CAM and labour induction

Stimulated by Koh et al 2019.[1]

Photo by Alexander on Unsplash.

I have been sitting on this paper for a week or so whilst trying to engage comments from obstetrician colleagues. Well they are all too busy catching babies, so I will be going for this blind… (the relevance of this comment may become clearer towards the end, so to speak).

Koh et al are based in Cambridgeshire in the UK, and this is a relatively large cohort study reporting the effects of CAM on induction of labour and pregnancy outcomes in low risk post-dates women. It looks as though all the participants were recruited at Hinchingbrooke hospital – the very place I did my O&G job in the early 90’s after getting back from the first Gulf conflict and 6 months on Ascension Island. That is not the reason I am highlighting the paper – I have only just realised the co-incidence whilst writing this.

The CAM involved acupressure, reflex zone therapy (reflexology) and aromatherapy massage. The acupressure was applied to GB21, LI4 and SP6, and to the ‘pituitary zone’ on the big toe. Firm, pulse-like pressure was applied 30 times over 30 seconds to each point, or for as long as the woman could tolerate.

1044 women were included. 397 received the CAM intervention plus usual care and 647 received usual care alone. 582 (55.7%) were nulliparous.

So, this is observational research on a convenience sample. As there is no randomisation, we cannot be sure that the samples do not differ systematically. The willingness to try CAM for example is likely to be a systematic difference although this is not clear from the paper. We may therefore postulate that such willingness may be associated with certain other decisions within the parturition process.

The primary outcome was the rate of induction of labour (IOL), and there was no difference between the groups (37% in the CAM group vs 39%). But there were some differences in secondary outcomes with quite small p values.

But there were some differences in secondary outcomes with quite small p values.

IOL to onset of labour was 2.6 hours longer in the CAM group (p=0.009), and IOL to delivery 3.2 hours longer (p=0.0001). Could the acupressure have worked against the induction methods?

Could the acupressure have worked against the induction methods?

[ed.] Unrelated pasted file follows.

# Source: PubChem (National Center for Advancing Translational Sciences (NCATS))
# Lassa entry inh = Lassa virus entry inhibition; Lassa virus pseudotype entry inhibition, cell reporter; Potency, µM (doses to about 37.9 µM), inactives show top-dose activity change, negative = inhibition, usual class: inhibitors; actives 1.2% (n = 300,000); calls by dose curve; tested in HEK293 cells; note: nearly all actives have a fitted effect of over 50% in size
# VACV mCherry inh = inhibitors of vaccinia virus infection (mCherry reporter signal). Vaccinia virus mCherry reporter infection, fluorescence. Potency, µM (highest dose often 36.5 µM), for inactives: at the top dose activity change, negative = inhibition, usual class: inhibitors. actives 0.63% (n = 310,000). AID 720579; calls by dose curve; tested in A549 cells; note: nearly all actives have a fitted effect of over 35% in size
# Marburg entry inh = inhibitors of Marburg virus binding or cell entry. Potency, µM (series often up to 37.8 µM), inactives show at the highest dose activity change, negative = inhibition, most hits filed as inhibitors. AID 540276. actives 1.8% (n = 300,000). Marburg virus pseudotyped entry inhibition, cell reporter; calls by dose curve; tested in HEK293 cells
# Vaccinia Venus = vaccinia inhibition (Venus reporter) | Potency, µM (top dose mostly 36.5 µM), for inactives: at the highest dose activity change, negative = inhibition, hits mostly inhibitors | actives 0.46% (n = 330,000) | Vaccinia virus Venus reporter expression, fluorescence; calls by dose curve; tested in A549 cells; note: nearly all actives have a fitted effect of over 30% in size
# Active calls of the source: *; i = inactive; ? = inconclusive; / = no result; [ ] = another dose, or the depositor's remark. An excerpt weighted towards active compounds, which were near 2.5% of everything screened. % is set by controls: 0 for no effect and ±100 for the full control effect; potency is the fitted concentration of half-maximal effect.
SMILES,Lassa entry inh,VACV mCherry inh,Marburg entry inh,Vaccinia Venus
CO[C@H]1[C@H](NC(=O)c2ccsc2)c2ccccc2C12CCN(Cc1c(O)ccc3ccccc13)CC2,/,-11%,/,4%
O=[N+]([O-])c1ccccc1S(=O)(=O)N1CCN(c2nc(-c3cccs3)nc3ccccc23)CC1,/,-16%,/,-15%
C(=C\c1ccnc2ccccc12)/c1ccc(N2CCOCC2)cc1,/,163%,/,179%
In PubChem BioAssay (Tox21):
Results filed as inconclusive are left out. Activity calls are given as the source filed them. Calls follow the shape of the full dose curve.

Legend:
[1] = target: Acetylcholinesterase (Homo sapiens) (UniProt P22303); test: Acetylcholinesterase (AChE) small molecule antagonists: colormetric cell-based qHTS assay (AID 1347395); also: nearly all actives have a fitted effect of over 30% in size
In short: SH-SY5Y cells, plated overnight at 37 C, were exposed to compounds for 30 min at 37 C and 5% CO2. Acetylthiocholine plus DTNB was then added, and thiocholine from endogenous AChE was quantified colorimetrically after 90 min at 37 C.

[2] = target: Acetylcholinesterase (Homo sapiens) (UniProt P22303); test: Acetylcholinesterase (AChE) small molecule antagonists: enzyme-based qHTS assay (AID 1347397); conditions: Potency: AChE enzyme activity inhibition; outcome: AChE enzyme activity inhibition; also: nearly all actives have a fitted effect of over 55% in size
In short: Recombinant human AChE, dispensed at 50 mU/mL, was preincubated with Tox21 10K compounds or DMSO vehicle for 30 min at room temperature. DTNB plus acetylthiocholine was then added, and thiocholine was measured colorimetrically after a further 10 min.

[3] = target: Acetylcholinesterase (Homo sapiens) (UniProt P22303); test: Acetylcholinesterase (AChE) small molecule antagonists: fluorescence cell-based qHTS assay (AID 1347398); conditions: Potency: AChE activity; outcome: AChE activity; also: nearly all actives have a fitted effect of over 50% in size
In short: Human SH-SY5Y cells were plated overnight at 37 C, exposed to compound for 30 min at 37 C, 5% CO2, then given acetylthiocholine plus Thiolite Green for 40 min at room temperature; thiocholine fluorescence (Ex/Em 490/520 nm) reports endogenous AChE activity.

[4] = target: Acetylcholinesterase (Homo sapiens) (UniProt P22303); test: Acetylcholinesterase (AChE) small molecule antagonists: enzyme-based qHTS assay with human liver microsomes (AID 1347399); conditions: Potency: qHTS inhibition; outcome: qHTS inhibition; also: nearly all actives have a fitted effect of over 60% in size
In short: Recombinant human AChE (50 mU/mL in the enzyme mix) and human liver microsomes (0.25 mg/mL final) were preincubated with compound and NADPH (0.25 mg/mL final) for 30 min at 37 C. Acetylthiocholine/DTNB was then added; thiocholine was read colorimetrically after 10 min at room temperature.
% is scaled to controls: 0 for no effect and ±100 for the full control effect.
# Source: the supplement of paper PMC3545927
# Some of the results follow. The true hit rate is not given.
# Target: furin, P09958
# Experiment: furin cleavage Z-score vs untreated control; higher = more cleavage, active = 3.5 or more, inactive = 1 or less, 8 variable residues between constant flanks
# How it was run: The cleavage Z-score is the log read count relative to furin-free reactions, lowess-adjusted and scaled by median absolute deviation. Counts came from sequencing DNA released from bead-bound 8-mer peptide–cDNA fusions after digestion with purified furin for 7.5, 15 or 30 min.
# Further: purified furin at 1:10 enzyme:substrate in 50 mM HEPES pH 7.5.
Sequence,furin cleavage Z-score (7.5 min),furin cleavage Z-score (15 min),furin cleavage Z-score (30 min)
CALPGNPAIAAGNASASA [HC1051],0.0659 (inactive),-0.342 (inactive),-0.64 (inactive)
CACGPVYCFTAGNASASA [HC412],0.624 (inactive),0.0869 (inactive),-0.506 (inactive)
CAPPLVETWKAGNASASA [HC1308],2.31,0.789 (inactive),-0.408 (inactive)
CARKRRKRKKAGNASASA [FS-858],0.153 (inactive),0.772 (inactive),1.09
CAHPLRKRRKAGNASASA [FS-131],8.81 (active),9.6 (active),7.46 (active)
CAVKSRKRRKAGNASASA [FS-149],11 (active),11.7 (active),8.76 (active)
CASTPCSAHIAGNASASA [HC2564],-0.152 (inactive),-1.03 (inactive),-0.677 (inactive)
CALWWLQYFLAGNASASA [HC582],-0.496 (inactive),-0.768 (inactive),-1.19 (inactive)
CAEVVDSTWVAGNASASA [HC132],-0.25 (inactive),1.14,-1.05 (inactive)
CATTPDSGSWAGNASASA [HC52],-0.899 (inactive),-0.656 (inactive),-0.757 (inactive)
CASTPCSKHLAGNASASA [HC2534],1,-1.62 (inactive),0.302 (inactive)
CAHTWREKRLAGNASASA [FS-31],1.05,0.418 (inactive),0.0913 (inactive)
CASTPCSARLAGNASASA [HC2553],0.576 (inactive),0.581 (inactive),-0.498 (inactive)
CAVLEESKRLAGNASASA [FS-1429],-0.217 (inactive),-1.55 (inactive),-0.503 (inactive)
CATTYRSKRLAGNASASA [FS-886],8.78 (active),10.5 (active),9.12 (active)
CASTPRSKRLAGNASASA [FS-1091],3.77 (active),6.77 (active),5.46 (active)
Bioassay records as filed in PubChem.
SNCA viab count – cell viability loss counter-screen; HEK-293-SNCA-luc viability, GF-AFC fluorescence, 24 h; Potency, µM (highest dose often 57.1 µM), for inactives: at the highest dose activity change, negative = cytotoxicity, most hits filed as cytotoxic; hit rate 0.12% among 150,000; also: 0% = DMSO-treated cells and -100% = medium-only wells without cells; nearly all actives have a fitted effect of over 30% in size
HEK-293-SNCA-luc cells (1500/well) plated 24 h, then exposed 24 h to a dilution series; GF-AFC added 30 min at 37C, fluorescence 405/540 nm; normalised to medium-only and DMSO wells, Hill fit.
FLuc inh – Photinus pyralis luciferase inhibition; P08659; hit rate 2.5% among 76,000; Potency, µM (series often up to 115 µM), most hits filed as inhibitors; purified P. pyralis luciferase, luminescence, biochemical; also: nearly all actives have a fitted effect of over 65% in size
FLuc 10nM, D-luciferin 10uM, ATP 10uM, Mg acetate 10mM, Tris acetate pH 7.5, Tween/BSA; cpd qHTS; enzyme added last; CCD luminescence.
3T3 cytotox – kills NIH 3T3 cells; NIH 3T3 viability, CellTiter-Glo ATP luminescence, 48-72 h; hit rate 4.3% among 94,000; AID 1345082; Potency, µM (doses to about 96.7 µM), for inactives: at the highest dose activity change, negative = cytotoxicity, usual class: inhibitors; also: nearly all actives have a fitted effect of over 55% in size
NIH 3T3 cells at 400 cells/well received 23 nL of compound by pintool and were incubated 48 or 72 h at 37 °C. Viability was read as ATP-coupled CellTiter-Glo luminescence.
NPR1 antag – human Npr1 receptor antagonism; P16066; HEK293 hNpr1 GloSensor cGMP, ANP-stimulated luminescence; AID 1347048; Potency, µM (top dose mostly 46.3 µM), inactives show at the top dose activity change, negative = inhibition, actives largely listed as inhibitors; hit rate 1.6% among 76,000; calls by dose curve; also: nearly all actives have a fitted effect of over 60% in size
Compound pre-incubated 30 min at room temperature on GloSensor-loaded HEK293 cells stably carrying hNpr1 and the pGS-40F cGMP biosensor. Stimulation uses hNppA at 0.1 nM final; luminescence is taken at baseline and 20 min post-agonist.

Slightly more alarmingly, the rate of significant perineal trauma was 2.3 times higher (p=0.008) in the CAM group.

When the cohort was divided based on parity, the results for CAM appeared better in nulliparous women, with lower epidural rates, length of labour and blood loss. But there was still a trend towards higher rates of perineal trauma. In the multiparous cohort there were no such positive results and significant perineal trauma was 5.3 times worse!

Perhaps the most worrying statistic was the EMergency Caesarean Section (EMCS) rate. In nulliparous women receiving CAM this was 2.6 times higher (p=0.005).

Neonatal outcomes were all fine, so that leaves us to ponder the reasons for markedly higher rates of perineal trauma, and led me to revise the latest guidelines.[2] Then I came across a paper from the department where one of my obstetric colleagues now works,[3] and that led me to the Episcissors-60 device…[4]


Anyway, the Episcissors-60 device seems to dramatically reduce OASIS. No that is not a reference to the last blog, but an acronym for Obstetric Anal Sphinter InjurieS.

The point is getting the angle right is hard with a distorted perineum, or when you cannot see adequately (hence blind above), and these relatively simple scissors help.

Figure from Freeman et al 2014.[4]

Going back to our cohort from Cambridge, I note that episiotomy rates are very similar in both groups, but I see no mention of Episcissors-60.

So if you are thinking of partaking of some CAM during your next parturition, perhaps consider packing a pair.


1         Koh LM, Percival B, Pauley T, et al. Complementary therapy and alternative medicine: effects on induction of labour and pregnancy outcome in low risk post-dates women. Heliyon 2019;5:e02787. doi:10.1016/j.heliyon.2019.e02787

2         RCOG. The Management of Third-and Fourth-Degree Perineal Tears: Green-top Guideline No. 29. 2015.

3         Mohiudin H, Ali S, Pisal PN, et al. Implementation of the RCOG guidelines for prevention of obstetric anal sphincter injuries (OASIS) at two London Hospitals: A time series analysis. Eur J Obstet Gynecol Reprod Biol 2018;224:89–92. doi:10.1016/j.ejogrb.2018.03.021

4         Freeman RM, Hollands HJ, Barron LF, et al. Cutting a mediolateral episiotomy at the correct angle: evaluation of a new device, the Episcissors-60. Med Devices (Auckl) 2014;7:23–8. doi:10.2147/MDER.S60056

Declaration of interests MC